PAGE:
Why DevOps is Critical to Digital Transformation

Organizations should focus on automation and efficiency to keep pace with pandemic-driven technology transformation.

Guest Commentary, Guest Commentary

February 10, 2021

3 Min Read
Image: shane - stock.adobe.com

For many, there is a sense of optimism and anticipation in this new year. Hopefully, the disruptions of 2020 brought on by the pandemic will be left behind, and we can return to a sense of normalcy. Regardless of what comes to fruition, one thing is for certain: 2020 has changed the way IT teams communicate and collaborate.

The work from home shift pushed many IT teams to adopt and enhance cloud and DevOps as part of their digital transformation journeys. While these transformations left them with a greater level of maturity, they also created challenges, as IT teams now must figure out how to support and maintain these newly implemented DevOps assets.

With these accelerated technology transformations already underway, here are the top three DevOps trends to expect in 2021:

1. DevOps patterns and templates

A large enterprise typically has hundreds of applications, and IT teams create hundreds of pipelines to implement DevOps workflows for each. How can teams keep up with the required support? By identifying patterns within the DevOps pipelines, teams can create them using templates. The pipelines can be formed using developer events like code commits and then removed when tasks are completed. This strategy makes the support management process simplified, streamlined and standardized.

One of our clients identified 40 DevOps patterns while implementing DevOps pipelines for approximately 400 applications. By industrializing the process of creating the pipelines, they were able to reduce human error in addition to reducing their support and maintenance costs.

2. Self-service portal for DevOps services

As more IT departments begin to adopt DevOps methods, the scalability of teams to support them becomes more challenging. Teams are often globally distributed, requiring pipelines to be configured, created, trained, and checked around the clock. DevOps engineers are highly skilled, and it’s critical that they can support production incidents and upgrades.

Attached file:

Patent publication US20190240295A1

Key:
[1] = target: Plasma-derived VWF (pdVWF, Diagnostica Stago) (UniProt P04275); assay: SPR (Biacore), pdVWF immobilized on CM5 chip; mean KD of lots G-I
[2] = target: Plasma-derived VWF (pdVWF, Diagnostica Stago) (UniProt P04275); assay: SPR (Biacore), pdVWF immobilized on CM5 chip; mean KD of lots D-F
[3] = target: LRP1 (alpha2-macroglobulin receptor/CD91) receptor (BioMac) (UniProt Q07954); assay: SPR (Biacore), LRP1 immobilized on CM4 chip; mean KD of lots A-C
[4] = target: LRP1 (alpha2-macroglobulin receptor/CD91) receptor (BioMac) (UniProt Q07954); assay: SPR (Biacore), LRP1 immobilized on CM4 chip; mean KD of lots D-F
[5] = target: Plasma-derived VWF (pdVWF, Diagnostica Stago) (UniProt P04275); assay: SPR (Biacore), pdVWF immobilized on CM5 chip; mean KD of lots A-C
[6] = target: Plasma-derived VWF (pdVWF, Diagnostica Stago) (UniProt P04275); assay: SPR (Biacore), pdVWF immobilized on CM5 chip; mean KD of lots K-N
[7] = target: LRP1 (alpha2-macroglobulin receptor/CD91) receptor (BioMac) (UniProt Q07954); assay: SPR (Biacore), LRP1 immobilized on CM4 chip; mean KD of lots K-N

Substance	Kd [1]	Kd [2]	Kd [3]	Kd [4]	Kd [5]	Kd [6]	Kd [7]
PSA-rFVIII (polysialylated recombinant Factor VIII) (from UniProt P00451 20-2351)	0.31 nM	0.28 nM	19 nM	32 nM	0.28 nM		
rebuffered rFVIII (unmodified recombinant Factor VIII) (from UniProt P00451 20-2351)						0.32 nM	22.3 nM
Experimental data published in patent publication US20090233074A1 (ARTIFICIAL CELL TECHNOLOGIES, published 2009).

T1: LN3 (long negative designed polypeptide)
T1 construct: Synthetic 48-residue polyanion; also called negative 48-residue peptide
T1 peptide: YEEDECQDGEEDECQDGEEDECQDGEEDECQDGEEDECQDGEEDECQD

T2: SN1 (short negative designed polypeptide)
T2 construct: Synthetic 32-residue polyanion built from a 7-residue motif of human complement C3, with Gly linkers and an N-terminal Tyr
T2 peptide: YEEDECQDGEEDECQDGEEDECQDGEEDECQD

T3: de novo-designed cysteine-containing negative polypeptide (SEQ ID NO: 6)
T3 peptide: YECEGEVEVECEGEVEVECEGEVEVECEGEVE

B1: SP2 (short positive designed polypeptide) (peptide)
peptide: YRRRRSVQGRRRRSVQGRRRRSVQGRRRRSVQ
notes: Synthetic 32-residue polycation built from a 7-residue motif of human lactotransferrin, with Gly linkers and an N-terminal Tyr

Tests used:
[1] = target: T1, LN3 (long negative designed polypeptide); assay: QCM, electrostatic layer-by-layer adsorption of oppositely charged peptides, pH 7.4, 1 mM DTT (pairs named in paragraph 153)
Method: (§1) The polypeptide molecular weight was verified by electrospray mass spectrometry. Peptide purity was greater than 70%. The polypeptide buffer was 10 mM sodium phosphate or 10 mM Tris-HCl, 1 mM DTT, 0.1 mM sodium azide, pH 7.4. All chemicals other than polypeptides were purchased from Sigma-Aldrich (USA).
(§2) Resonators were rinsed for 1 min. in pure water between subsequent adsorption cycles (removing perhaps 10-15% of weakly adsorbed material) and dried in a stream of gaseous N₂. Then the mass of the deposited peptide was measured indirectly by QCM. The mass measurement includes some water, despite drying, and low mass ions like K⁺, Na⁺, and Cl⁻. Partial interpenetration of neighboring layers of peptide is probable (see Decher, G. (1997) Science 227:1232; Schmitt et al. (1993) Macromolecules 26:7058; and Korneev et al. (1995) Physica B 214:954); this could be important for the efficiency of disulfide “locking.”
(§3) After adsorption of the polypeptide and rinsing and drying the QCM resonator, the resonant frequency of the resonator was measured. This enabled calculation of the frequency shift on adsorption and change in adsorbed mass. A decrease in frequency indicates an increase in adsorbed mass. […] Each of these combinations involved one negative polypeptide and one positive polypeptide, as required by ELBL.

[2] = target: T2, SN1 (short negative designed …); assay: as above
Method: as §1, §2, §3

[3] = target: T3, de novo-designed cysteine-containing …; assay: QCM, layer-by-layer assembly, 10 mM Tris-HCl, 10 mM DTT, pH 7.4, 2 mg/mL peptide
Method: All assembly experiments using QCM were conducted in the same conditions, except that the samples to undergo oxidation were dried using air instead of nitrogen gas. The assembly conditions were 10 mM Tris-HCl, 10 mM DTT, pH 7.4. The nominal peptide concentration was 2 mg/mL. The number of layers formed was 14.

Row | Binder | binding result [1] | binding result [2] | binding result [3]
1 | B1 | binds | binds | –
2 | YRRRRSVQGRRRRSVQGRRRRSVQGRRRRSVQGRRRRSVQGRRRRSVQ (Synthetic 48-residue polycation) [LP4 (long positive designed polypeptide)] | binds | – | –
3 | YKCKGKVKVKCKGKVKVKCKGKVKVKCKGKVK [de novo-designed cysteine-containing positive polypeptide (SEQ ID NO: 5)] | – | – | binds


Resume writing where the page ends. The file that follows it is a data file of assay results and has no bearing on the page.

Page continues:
By building a self-service model for all DevOps service requests, teams can scale their DevOps functions for the present and future. This alleviates the existing reliance on limited resources that are stretched across the globe, and instead allows teams to rely on process automation to pick up the slack. Rather than completing the repetitive, tedious, time-consuming tasks, DevOps teams can focus on resolving complex issues that require their advanced skill sets.

3. A ‘You build it, you run it’ DevOps culture

Enterprises typically build their operating models around the functions they perform, such as development, testing, and support. Legacy IT operating models have become siloed, with minimal coordination, feedback, and assurance. A POD-based operating model for DevOps can help. Within this model, cross-functional, agile teams work cohesively on common objectives; there is an emphasis on the team rather than the individual. POD-based models also increase room for experimentation and innovation, with total ownership of the product in a “you build it, you run it” culture.

As DevOps implementations continue to be adopted across enterprises in 2021, leveraging patterns, self-service portals, and POD-based models will maximize the benefits in the long-term. DevOps is a rapidly growing part of digital transformation journeys, and the organizations that put their teams in positions to support and maintain their assets will be well-positioned to continue their evolutions in 2021 and beyond.


Venky Chennapragada is a DevOps Architect at Capgemini with 20+ years of IT experience. He leads many large enterprise Bi-Modal IT and DevOps transformation initiatives for Fortune 500 clients. In DevOps transformations, he works on automating environments, building container orchestration, and leads IT strategy by giving tool recommendations, generating business cases, and set up architecture references for enterprises.


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Guest Commentary

Guest Commentary

The InformationWeek community brings together IT practitioners and industry experts with IT advice, education, and opinions. We strive to highlight technology executives and subject matter experts and use their knowledge and experiences to help our audience of IT professionals in a meaningful way. We publish Guest Commentaries from IT practitioners, industry analysts, technology evangelists, and researchers in the field. We are focusing on four main topics: cloud computing; DevOps; data and analytics; and IT leadership and career development. We aim to offer objective, practical advice to our audience on those topics from people who have deep experience in these topics and know the ropes. Guest Commentaries must be vendor neutral. We don't publish articles that promote the writer's company or product.

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